Jo-Ann Saddleback


Jo-Ann Saddleback worked as a Policy Analyst/Researcher for women’s organizations and Executive Director for Metis Settlements General Council heading up Legal and Governmental Affairs. She also worked as a community developer for 30 years, travelling across North America developing/delivering workshops on Culture, Health, Aboriginal research processes, Roles and Rights of Aboriginal Women; and training cultural workshops for RCMP, Corrections Canada, Alberta Health, Healthcare workers across Canada; and Alberta Justice judges and crown prosecutors. She also works with various Aboriginal organizations and government departments on strategic and tactical plans for policy, research and program delivery. She makes presentations/guest speaks at major conferences from the National Aboriginal Policy/Research Conference to international Police Women’s Conference. She is Elder for Aboriginal Women’s Justice (AWJ) and works diligently on the issue of Domestic Human Trafficking of Aboriginal Women and their Children. She sits as Kokum for Alberta Justice/Aboriginal Sexual Assault Committee; Elder for Aboriginal Performing Arts; City of Edmonton Indigenous Artist-in-Residence and Aboriginal Art Park; Policywise Family and Children Conferences; and Nechi Institute. Jo-Ann was also Cultural Advisor for Truth & Reconciliation Commission when it was in Edmonton. She taught Cree Studies 101 and 121 about Culture, traditions and Family and Identity at Maskwacîs Cultural College while Coordinator of Student Services. She also wrote the Cree Language Declaration for the 4 bands of Maskwacîs. An important effort, she has been a community partner with Canadian Research Initiative on Substance Misuse building relationships with Indigenous communities and elders. In her other life, Jo-Ann is an Elder Artist, writer and designer.  She spent years visiting Old People in First Nations and Metis communities in which she was delivering workshops and remains grateful they entrusted her to continue to work in communities sharing their wisdom.

Node Funded Project (Apr 2017)

Title: Exploration Project on Using Traditions to Prevent and Treat Substance Misuse

Principal Investigator: Jo-Ann Saddleback, Maskwacîs, AB


Jerry Saddleback

Jerry Saddleback, Maskwacîs, AB

Jessica Saddleback

Jessica Daniels, Edmonton, AB


A major problem in Indigenous communities is substance misuse. The history of the problem dates back to the Whisky Trade practiced in the beginnings of colonization. Little is known about the impact experienced by traditional healers and medicine people; they were particularly challenged not only because colonization cut off their medicine gathering routes throughout North and South America (known as “Menistik” to our people), but also challenged them in dealing with effects of substance misuse heretofore not yet realized in Menistik. Healers and medicine people fasted, prayed, and performed many ceremonies to understand substance misuse and to know which medicines counteract addiction. Although the Indian Act made traditional practices illegal, their knowledge and medicines remain intact today.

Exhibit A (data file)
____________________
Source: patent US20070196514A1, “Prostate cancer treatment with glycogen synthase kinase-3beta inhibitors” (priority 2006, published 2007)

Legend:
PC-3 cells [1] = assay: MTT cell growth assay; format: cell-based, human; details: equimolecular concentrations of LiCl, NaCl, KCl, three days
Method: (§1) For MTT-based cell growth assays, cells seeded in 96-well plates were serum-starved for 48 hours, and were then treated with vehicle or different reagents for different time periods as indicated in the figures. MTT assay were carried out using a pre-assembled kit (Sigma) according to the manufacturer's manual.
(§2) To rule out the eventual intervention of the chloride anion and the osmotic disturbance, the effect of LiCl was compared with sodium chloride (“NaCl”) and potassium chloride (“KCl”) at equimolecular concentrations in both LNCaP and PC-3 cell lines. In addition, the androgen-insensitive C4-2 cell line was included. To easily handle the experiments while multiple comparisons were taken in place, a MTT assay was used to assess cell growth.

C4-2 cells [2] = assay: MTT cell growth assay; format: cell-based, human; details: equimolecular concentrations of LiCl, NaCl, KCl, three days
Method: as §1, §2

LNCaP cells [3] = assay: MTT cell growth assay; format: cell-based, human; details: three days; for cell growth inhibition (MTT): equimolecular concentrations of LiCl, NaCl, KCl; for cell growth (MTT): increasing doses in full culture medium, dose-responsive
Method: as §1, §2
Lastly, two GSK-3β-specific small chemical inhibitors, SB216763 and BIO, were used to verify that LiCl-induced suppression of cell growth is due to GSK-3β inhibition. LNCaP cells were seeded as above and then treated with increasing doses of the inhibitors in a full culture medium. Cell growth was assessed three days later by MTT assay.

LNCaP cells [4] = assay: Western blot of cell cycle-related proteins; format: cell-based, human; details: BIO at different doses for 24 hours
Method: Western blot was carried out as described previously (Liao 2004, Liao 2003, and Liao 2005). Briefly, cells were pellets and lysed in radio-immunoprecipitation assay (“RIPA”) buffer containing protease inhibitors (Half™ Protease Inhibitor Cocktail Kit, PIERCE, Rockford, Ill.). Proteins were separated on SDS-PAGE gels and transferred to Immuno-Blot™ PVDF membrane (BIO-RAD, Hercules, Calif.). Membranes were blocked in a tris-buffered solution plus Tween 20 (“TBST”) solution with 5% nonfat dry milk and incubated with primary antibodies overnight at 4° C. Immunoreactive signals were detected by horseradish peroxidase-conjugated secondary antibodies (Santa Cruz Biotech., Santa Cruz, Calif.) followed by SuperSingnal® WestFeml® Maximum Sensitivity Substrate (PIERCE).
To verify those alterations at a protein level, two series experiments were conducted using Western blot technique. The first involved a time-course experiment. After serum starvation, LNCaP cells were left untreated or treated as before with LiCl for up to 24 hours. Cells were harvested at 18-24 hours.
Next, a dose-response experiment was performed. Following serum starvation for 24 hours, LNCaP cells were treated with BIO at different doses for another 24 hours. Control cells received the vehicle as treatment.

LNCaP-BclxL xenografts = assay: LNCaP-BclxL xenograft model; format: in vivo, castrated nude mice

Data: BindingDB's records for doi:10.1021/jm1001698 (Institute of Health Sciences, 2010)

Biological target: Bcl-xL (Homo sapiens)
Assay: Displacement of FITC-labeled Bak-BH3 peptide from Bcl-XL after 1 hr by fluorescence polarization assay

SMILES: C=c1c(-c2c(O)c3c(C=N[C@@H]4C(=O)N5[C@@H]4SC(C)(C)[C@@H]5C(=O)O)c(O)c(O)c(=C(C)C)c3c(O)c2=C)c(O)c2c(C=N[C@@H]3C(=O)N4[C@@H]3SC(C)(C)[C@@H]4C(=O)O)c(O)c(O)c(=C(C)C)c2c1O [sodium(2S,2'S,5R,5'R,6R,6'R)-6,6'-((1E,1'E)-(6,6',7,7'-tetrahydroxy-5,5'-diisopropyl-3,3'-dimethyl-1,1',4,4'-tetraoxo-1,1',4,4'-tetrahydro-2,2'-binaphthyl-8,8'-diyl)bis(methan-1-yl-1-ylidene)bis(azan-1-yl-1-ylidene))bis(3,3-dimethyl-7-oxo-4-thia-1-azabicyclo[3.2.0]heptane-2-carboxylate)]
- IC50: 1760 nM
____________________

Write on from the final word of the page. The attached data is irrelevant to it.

It is the purpose of Exploration Project on Using Traditions to Prevent and Treat Substance Misuse to find, identify and visit healers and medicine people throughout Treaty Six and the 8 Metis Settlements who still know the medicines used to help people suffering with addictions through substance misuse. The project is also an exploration on how to make healing ceremonies accessible to people suffering with addictions given the protocols and practices involved. Therefore, knowledge and information will be gathered from healers and medicine people about how they want to see traditions used in the healing of indigenous peoples.

It is not the purpose of the Project to find out what the medicines are, but rather who still practices this medicine and how people may access it. Same purpose with ceremonies: the project is not about detailing the ceremonies, but rather what ceremonies are most appropriate and how to access them.

This project was recently presented at the CRISM Prairie Node 2nd Annual Gathering held Nov 15-16, 2017 in Calgary, AB.

CRISM Using Traditions to Prevent and Treat Substance Misuse Nov 2017

JoAnn Saddleback

Verified by ExactMetrics